Ken: Doing music as a career is a difficult journey. It takes great will and desire. What drives you to keep on and making music?

Luis: It definitely is a difficult journey, especially balancing it out with our careers on the side. I think the love for the music is what keeps us motivated. After this year, our motivation has only increased to continue, and we’re excited to share the new music soon.

Ken: You have gotten to play with some incredible bands lately. I know when we played with you it was intimidating, wanting to be our best. Is there anyone you played with that intimidated you because you respected them so much? 

Luis: Getting to meet and play with other talented artists is one of the best things that Twin Tribes has brought us. I’ll always get nervous whether it’s playing by ourselves or playing a sold out show with a famous band. Just to name a few that made us feel that way were Zanias, Indradevi, Mr. Kitty, Spectres, Altar de Fey and Second Still.

Joel: All of those bands that Luis mentioned. I’ll add that the Actors, Creux Lies, Bootblacks bill we just played was especially nerve wracking. When you’re surrounded by so many talented musicians, you can’t help but feel a little nervous. It’s a humbling feeling. 

Ken:  I’ve listened to your LP many times and have a lot of favorite tracks but “Portal to the Void” sticks with me. What was your inspiration for this song and how did you bring it to life?

Luis: Portal was created with our Roland JX-3P’s sequencer. We used that for the main synth riff, and then started adding layers to it and the song was born. It was inspired by a clairvoyant character from a show called Penny Dreadful. 

Ken: When you came to Detroit I took you to Lafayette Coney island at 1:33 am to have a true Detroit Coney. On your tours and travels what is the most amazing thing you got to eat?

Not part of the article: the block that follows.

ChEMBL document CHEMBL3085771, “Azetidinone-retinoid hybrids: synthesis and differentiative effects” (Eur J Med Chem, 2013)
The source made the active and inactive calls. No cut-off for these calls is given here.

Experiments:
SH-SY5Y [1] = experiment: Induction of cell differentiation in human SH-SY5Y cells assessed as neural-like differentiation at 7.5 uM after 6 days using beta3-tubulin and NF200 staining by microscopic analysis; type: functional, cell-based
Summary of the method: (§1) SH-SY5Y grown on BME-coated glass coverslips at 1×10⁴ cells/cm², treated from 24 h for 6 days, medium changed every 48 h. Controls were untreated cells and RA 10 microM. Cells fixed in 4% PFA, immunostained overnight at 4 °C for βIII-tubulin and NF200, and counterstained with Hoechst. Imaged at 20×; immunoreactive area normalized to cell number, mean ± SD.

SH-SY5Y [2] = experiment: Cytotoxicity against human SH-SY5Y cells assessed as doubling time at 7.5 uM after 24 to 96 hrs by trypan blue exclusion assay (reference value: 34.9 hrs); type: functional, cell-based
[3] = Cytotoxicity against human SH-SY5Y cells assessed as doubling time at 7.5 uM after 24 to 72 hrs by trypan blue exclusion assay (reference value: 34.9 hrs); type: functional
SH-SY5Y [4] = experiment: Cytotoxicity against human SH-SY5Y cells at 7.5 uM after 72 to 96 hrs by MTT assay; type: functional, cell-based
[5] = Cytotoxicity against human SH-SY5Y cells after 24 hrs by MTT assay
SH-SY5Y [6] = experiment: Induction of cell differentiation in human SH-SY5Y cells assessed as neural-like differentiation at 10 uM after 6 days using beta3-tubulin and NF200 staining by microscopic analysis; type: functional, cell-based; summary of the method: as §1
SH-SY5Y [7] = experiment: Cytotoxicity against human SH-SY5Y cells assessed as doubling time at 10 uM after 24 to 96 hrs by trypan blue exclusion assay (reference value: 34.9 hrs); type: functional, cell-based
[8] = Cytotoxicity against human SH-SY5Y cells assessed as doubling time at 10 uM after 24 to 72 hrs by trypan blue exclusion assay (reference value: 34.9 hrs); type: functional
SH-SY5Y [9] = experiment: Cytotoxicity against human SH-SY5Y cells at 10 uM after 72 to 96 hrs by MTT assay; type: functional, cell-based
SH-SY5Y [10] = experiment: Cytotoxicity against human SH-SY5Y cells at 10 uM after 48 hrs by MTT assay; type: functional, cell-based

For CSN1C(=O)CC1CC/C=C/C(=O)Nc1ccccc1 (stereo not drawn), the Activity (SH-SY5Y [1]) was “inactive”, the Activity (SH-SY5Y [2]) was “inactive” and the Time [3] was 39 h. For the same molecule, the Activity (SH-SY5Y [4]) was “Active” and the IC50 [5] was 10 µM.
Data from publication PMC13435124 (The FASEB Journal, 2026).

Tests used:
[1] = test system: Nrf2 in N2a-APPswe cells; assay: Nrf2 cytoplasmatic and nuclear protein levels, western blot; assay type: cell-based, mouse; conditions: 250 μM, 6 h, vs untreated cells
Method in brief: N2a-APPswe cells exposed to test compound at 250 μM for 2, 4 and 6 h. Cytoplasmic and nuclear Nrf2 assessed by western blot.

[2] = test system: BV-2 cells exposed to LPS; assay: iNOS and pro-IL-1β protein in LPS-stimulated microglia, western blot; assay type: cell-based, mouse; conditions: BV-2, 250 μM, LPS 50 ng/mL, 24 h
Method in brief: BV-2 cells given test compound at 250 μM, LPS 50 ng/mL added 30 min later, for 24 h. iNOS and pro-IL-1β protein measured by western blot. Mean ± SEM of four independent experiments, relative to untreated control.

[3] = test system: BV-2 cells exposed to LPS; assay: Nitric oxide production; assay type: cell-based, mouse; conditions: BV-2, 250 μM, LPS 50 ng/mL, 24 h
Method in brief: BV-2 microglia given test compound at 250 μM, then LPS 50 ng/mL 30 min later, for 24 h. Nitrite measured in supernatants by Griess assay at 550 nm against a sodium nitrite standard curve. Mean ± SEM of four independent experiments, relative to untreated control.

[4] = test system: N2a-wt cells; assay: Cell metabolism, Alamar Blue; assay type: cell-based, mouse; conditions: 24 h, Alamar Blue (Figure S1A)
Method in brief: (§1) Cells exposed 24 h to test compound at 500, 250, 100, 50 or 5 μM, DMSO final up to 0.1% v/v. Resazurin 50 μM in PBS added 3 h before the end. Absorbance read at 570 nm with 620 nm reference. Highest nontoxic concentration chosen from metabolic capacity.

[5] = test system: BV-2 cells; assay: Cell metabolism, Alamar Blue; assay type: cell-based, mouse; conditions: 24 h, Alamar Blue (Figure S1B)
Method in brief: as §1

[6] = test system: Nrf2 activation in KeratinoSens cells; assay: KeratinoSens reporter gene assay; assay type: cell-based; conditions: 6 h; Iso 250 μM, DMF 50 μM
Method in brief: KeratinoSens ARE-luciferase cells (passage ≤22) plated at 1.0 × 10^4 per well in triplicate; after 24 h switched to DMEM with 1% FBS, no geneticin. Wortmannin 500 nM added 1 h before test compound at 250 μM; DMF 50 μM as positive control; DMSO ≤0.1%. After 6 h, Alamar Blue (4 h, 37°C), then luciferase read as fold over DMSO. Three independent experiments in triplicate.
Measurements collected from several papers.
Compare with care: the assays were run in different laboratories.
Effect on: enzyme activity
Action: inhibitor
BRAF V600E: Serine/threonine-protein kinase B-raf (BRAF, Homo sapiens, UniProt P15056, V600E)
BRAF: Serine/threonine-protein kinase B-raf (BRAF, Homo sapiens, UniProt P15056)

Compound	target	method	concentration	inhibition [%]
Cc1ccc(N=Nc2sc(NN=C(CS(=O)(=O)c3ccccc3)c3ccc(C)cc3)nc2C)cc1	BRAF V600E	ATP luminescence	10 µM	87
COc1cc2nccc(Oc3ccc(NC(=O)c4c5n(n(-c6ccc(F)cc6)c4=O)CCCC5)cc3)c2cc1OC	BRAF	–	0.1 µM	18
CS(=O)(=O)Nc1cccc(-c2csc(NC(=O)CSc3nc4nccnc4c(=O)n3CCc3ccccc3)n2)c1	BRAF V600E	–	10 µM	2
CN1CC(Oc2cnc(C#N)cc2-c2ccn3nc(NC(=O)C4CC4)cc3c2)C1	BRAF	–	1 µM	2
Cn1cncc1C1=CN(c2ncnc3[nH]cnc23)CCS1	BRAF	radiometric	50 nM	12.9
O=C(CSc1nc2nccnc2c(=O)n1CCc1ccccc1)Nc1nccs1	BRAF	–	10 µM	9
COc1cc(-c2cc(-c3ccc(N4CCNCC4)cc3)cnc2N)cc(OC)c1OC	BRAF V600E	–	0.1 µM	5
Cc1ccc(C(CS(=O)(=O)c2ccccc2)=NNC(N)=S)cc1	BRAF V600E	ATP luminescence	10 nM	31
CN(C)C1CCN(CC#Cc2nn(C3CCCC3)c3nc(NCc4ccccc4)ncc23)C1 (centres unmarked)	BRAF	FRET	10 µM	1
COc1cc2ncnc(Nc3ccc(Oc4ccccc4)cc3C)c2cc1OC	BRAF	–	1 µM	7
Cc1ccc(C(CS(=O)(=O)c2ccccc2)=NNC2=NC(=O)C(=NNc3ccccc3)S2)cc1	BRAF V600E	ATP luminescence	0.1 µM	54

Luis: This question has been asked several times and I will say it again. My most memorable moment from that tour was having hot dogs with everyone that night. I found it so funny when our friend Jack, from Panic Priest, almost killed me for putting ketchup on my hot dog, lol. That Detroit Coney was the best.

Joel: I’ll be honest, we had some pretty amazing BBQ at Smoke and Fire in Kansas City, but the one that still sticks out for me is La Chaparrita in Chicago. I ate a huarache, and tried some fermented pineapple juice for the first time. So delicious. Shout out to Benny Hernandez and his lovely wife for taking us there!

Ken: Your sound obviously plays homage to previous sounds (The Cure, Depeche Mode, My Bloody Valentine) if you could play with any band living or dead who would it be?

Luis: Part of our sound was inspired by the early 80’s albums by The Cure and Depeche Mode, of course. I would have loved to live in the decade of the dark 80’s and play with obscure bands like Asylum Party, Carmody and Samedi, just to name a few.

Joel – One of my personal Heroes and inspirations, David Bowie. Cue that song now. 

Ken: For my gear head readers, your sound has a unique feel. What piece of equipment could you not have made this album without?

Luis: The gear we used is what gave us our sound aside from the hours of creating patches. Definitely the Roland JX-3P, Korg Poly 800, Roland TR-707, Roland JC 120 and the LinnDrum.

Ken: If you could download the ability to play any instrument, like in The Matrix, what would it be to enhance your sound?

Luis: I would definitely enhance my synth playing skills since it’s not my main instrument. The little I know is mostly self taught. Maybe even drums because my coordination is garbage. 

Joel: If piano is the red pill, and drums are the blue pill, I’m throwing blinding powder at Morpheus and taking them both. I’m “The One”, dude, I do what I want. 

Twin Tribes are currently prepping for a west coast tour. If you live in that area and love yourself at all you will witness that show.